Wednesday, April 22, 2009

Attempting to Capitalize on Popularity of Second Life, DMC Creates "World"

Already considered a pioneer in music, Darryl “DMC” McDaniels has decided to explore uncharted territory once again. The legendary member of Run DMC announced that he will try his hand at alternate reality by launching DMC World, a virtual program that aims to provide fans a more direct means of communication with the artist.

DMC World (pictured at left), which can be accessed by downloading software from its website, is hosted by That website competes with the more popular Second Life to attract virtual “residents”, who use avatars to mask their true identities while establishing entirely new lives in these virtual realms. Although the virtual constructs in which the residents operate are fake, their interactions are very real. For instance, Second Life residents wishing to acquire virtual property must use currency in the form of the Linden Dollar, which is currently worth 1/266th of a U.S. dollar. Residents with private property can then invite other users to their homes to create sellable goods, party, or even engage in sexual intercourse.

Virtual worlds such as Second Life give ordinary people the chance to completely recreate their personas, which is very difficult to do in our physical world. However, they also provide opportunities for crime that are not so different from those seen in reality.

For instance, copyright infringement is an ongoing problem, as virtual vendors frequently find that the design of their virtual goods has been copied and sold for profit in both the virtual and real world. One example involved the products of Kevin Alderman, who created the first virtual sex bed allowing for avatar intercourse through the use of built-in animations. When Alderman noticed exact copies of his product being sold in Second Life by Thomas Simon (operating under the virtual sobriquet Rase Kenzo), Alderman sued for copyright infringement in New York Federal District Court. Simon ultimately agreed to pay Alderman $525 as restitution for the profits he made from the copying and distribution of Alderman’s product and destroy all remaining unauthorized copies of the product in his possession. Simon also agreed to inform Alderman of any alternative accounts he used or plans to use on Second Life and show Alderman his transactional records on PayPal.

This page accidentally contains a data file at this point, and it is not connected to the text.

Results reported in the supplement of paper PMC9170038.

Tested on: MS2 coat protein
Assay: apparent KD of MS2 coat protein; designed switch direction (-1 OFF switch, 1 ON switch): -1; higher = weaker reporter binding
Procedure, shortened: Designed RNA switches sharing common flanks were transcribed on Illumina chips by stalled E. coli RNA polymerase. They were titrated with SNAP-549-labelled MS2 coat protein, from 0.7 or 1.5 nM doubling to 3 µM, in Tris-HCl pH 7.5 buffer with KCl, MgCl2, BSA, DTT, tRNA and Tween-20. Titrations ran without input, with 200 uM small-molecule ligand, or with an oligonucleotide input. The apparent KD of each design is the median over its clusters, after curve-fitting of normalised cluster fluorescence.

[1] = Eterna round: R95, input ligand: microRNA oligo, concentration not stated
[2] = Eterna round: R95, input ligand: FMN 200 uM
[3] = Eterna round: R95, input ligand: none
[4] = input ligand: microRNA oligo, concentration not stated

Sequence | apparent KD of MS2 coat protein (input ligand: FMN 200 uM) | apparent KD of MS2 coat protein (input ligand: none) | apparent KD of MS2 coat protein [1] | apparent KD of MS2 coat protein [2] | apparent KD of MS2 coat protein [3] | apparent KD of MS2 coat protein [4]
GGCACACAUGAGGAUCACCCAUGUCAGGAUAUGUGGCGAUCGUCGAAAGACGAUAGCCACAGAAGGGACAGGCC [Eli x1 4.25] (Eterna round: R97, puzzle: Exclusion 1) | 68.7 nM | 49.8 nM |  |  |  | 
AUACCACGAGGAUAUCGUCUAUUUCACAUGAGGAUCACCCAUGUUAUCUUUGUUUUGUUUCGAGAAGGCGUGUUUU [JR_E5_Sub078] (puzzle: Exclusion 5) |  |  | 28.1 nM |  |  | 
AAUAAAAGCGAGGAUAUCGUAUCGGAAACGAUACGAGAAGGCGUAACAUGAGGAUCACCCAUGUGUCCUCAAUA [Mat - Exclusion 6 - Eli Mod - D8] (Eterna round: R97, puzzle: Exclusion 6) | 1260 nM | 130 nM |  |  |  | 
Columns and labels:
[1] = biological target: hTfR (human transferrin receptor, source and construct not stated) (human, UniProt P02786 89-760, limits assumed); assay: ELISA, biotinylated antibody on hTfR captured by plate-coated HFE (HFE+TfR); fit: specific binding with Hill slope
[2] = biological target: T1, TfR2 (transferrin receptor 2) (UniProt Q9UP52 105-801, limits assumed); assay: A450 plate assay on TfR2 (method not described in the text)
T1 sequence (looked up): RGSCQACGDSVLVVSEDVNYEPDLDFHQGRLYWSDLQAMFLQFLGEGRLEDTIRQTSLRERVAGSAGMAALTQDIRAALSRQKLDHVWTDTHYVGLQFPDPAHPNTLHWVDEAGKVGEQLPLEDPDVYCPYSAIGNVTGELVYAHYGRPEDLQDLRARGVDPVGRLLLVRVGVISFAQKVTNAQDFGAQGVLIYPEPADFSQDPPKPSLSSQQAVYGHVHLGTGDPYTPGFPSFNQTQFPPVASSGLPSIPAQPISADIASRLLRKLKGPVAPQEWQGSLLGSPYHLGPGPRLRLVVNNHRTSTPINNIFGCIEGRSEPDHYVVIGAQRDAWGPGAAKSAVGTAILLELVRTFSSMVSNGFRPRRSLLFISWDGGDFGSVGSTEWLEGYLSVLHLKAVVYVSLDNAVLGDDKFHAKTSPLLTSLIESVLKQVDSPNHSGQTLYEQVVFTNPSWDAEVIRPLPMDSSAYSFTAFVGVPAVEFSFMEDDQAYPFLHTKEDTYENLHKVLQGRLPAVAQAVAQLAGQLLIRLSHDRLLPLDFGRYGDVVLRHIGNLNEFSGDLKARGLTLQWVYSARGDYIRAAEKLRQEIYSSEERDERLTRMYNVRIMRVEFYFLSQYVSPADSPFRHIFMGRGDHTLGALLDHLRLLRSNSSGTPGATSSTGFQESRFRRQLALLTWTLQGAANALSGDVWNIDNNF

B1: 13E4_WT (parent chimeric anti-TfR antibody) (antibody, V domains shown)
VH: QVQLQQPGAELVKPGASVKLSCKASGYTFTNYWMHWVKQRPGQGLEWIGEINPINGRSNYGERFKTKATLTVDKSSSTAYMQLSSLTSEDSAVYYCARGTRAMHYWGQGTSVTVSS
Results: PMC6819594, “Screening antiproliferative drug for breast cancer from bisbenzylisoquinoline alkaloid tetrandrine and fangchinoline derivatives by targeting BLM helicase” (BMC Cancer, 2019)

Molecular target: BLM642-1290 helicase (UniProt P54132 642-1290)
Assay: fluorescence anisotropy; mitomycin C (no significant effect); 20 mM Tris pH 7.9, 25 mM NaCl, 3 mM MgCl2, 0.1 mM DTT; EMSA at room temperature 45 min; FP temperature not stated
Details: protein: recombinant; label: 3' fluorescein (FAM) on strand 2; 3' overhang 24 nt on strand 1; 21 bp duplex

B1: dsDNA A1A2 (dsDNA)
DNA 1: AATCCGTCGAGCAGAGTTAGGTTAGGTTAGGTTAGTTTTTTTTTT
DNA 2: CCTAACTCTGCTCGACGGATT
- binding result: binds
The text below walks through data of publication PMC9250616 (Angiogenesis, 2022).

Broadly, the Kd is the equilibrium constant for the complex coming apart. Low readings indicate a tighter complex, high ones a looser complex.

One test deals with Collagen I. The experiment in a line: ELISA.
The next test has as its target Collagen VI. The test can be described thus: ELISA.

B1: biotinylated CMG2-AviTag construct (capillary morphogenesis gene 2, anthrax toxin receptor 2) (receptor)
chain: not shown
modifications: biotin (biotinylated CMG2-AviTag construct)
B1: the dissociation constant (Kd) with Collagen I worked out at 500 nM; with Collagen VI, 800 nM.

There is also growing concern over other “real life” crimes that have been repeatedly documented in the virtual worlds. Aside from copyright infringement, sexual harassment is perhaps the most prevalent offense perpetrated by users. However, money laundering by criminals and terrorists is also a concern, as is identity theft, tax evasion, and illegal gambling. Furthermore, jurisdiction is a particularly sticky issue when parties to an action emanating from the virtual world are actually residents of different countries. And while virtual residents are usually required to consent to the Terms of Service and Community Standards establishing by their respective hosts, these end user licensing agreements often fail to sufficiently regulate the actions of residents and lack the deterrent quality of real life laws and penalties.

A seasoned veteran of the rap game, DMC overcame numerous obstacles to earn his place in the Rock and Roll Hall of Fame. He may need to draw on every bit of his experience to guide him through the potential legal minefield that is virtual reality.

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